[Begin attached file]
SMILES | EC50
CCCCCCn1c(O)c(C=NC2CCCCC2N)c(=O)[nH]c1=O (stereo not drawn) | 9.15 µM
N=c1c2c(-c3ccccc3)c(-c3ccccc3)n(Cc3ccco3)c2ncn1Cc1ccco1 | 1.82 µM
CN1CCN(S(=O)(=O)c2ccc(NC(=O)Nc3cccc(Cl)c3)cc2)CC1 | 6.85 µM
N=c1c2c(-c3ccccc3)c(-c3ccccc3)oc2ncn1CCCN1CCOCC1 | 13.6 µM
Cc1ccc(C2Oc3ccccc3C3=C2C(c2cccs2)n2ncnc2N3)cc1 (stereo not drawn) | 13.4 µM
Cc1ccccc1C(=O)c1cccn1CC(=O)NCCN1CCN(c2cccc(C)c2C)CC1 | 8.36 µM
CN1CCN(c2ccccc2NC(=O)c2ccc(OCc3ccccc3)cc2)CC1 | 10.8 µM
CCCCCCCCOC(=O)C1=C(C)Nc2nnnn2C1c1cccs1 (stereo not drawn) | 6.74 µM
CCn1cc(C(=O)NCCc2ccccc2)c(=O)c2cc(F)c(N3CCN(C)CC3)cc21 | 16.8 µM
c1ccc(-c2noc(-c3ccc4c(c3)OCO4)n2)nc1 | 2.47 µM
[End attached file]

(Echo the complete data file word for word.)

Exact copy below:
SMILES | EC50
CCCCCCn1c(O)c(C=NC2CCCCC2N)c(=O)[nH]c1=O (stereo not drawn) | 9.15 µM
N=c1c2c(-c3ccccc3)c(-c3ccccc3)n(Cc3ccco3)c2ncn1Cc1ccco1 | 1.82 µM
CN1CCN(S(=O)(=O)c2ccc(NC(=O)Nc3cccc(Cl)c3)cc2)CC1 | 6.85 µM
N=c1c2c(-c3ccccc3)c(-c3ccccc3)oc2ncn1CCCN1CCOCC1 | 13.6 µM
Cc1ccc(C2Oc3ccccc3C3=C2C(c2cccs2)n2ncnc2N3)cc1 (stereo not drawn) | 13.4 µM
Cc1ccccc1C(=O)c1cccn1CC(=O)NCCN1CCN(c2cccc(C)c2C)CC1 | 8.36 µM
CN1CCN(c2ccccc2NC(=O)c2ccc(OCc3ccccc3)cc2)CC1 | 10.8 µM
CCCCCCCCOC(=O)C1=C(C)Nc2nnnn2C1c1cccs1 (stereo not drawn) | 6.74 µM
CCn1cc(C(=O)NCCc2ccccc2)c(=O)c2cc(F)c(N3CCN(C)CC3)cc21 | 16.8 µM
c1ccc(-c2noc(-c3ccc4c(c3)OCO4)n2)nc1 | 2.47 µM